Roughness values of 100 nm or so are "much smaller" (that's what "<<" means) than 1 µm. In other words: The "fine scale" roughness of your sword blade could still amount to 100 nm between the ups and downs, equal to several hundreds of atoms piled on top of each other - and you wouldn't notice it by "just looking".
In contrast, "looking" with X-rays (wavelengths around nm) demands that your surface must be as flat as possible, i.e. atomically flat, if you want it to be a good mirror. Contrarwise, to radio waves (wavelengths of m) the surface of buildings or the earth in general "looks" highly polished and acts as a good mirror.
  Basic Ways of Polishing
It remains to look at how polishing is done. As far as sword blades are concerned, we need to look at the large scale and the intermediate scale.
The meaning of the large scale is clear. The sides of the blade should show no bending, bulges or waviness other than that intended. If you use it as mirror, it should distort the image only as given by the intended geometry. Proper "polishing" or better grinding is then achieved with "grinding wheels". It certainly takes some skill to grind evenly (and to keep your grindstone in good order) but it is not too difficult.
Every smith had a grinding wheel that may have looked like this:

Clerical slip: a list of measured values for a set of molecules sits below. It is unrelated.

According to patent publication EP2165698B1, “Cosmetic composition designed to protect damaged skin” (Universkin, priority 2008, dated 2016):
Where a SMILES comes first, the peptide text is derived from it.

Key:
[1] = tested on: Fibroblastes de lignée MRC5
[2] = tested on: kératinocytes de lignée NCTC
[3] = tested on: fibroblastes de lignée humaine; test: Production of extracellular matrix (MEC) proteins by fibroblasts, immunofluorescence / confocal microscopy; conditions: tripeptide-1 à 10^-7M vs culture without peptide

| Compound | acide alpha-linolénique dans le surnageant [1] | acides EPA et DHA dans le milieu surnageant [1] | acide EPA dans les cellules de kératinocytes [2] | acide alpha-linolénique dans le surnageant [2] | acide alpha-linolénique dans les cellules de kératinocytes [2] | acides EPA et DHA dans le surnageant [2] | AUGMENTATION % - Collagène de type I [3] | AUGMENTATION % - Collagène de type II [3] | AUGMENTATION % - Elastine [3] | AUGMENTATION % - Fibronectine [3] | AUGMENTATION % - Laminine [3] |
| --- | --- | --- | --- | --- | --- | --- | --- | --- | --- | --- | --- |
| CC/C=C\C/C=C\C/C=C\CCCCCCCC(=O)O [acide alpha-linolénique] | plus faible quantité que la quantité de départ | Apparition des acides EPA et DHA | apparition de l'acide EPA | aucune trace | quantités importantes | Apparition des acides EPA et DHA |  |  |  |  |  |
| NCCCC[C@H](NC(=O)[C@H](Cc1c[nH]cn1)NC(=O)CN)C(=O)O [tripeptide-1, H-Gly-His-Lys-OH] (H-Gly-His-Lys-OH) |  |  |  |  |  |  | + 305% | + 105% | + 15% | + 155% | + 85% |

Grinding wheel
Grinding wheel
The difficult part is too polish to a "bright sheen", or as we know now, to a roughness well below 1 µm.
There are two completely different ways for doing that.
  1. Polish with a stiff rotating brush or something like that. The bristles of the brush do not need to be hard, in particular they should not be harder than the material. I call that "brush polishing".
  2. Polish repeatedly with slurries containing hard particles of ever smaller size. I call that "slurry polishing".
Both methods yield polished surfaces that look good. But there are major differences.
The first method is quick and easy, the second method is slow, difficult, and problem ridden - but it is what we need to do in most cases. The polished specimen might look identical for both methods but if you look a bit more closely (with an electron microscope, for example) you see major structural differences. Very schematically, this is what you get with brush polishing
POlishing with a "brush"
Polishing with a "brush"
When you polish with a "brush", you simply deform the uneven surface by applying high local stress. You can do this even with a "soft" brush because you apply force to the small areas of the protruding ridges and peaks of the material that stick out from the bulk if you have a rough surface. Metals will simply yield and the protruding material is essentially "smeared around" by plastic deformation. Microcracks will also develop, and a lot of vacancies will be produced.